Revision - ENG1021
April 18, 2012
A Flipped Classroom: Argument Analysis
During class reviewing the three argumentative strategies, Classical, Toulmin, and Rogerian, each of them differed from one another. For this research project an article that seemed like a Classical argumentative style paper. Though it being Classical was fairly successful then again it could also pass for Toulmin’s argumentative style because of how the conclusion was thought out and written. With Classical, you have the refutation, which means the author is discussing the other side of the argument, “But the ideas behind flipping are not brand new…” (Tucker) While with Toulmin, they have the optional components of backing, rebuttal, and the qualifier which these components reside in the last four paragraphs of Tucker. In knowing all of these components, Tucker’s article concluded that it could possibly pass for both styles. Also with both components of these argumentative styles practically meaning the same, Tucker states that “It seems almost certain that instructional videos, interactive simulations, and yet-to-be-dreamed- up online tools will continue to multiply.” Given the quote it could be the refutation in Classical or the rebuttal and qualifier in Toulmin’s. The central argument was about how these two high school science teachers struggled with the time to reteach their lessons to students who were absent. This argument was presented and defended pretty well. For the first couple of paragraphs the author includes the base of the argument, but along with background information and how their study of the problem was sought out. The author defended it well with credible facts and opinions from actual people from the school and other teachers who tried the “flipping” of the classroom.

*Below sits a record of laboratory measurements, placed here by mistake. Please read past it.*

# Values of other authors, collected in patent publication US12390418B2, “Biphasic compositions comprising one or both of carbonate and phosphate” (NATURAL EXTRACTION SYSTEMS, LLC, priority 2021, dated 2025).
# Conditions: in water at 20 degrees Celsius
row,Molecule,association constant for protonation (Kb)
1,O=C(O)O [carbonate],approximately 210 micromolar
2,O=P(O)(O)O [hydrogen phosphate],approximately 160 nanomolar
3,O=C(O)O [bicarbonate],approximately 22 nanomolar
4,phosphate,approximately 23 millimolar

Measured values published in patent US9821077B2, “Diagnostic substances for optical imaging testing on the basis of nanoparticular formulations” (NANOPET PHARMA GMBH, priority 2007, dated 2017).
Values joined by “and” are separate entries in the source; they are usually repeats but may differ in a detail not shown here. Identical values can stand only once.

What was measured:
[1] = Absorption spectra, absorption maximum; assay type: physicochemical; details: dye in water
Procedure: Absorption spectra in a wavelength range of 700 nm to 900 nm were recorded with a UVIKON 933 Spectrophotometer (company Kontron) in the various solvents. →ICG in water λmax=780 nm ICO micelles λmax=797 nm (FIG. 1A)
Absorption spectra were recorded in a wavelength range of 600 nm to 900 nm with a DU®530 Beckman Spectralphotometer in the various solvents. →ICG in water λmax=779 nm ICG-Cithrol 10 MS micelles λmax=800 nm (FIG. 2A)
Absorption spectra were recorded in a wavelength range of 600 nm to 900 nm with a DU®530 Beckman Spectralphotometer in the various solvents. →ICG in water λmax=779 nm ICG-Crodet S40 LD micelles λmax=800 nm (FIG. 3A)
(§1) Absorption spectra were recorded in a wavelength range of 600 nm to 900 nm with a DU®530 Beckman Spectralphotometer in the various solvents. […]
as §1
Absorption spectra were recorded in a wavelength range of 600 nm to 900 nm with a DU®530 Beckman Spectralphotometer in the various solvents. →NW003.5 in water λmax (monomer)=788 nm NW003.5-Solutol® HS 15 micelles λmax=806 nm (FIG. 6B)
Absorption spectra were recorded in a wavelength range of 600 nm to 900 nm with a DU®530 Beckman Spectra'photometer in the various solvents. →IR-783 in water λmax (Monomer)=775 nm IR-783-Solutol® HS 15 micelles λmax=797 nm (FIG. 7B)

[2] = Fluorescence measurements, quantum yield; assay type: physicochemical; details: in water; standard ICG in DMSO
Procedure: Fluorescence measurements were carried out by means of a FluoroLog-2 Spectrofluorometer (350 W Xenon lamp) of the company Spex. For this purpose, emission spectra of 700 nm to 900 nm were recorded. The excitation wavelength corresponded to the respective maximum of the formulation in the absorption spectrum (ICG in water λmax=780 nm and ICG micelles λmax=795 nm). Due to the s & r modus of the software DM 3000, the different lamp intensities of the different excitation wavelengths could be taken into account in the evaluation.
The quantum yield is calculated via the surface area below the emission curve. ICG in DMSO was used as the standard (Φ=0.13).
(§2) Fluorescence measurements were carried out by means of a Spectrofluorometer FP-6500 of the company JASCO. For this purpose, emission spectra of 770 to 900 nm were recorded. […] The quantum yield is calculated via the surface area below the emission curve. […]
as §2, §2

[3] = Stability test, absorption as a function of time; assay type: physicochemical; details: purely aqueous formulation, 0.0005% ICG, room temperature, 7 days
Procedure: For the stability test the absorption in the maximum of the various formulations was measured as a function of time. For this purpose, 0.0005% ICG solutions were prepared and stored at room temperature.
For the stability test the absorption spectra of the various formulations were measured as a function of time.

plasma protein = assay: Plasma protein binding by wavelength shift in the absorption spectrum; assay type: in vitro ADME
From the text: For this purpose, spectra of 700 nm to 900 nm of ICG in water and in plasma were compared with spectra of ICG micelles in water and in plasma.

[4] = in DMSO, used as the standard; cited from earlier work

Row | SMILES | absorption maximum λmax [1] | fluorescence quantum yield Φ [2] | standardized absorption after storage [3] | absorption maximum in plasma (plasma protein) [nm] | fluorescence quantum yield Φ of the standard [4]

Next the author, Tucker, makes all the arguments valid and credible because of his resources. He has Bergmann and Sams, the two science high school teachers, who decided to buy software to start...
Cited: Tucker, Bill. “The flipped classroom: online instruction at home frees class time for learning.” Education Next 12.1 (2012): 82+. Gale Opposing Viewpoints in Context. Web. 22 Mar. 2012
Glau, Gregory, and Barry Maid. "Chapter 14 Using Strategies for Argument." The McGraw-Hill
Guide: Writing for College, Writing for Life. By Duane Roen. Second ed. 457-78. Print.
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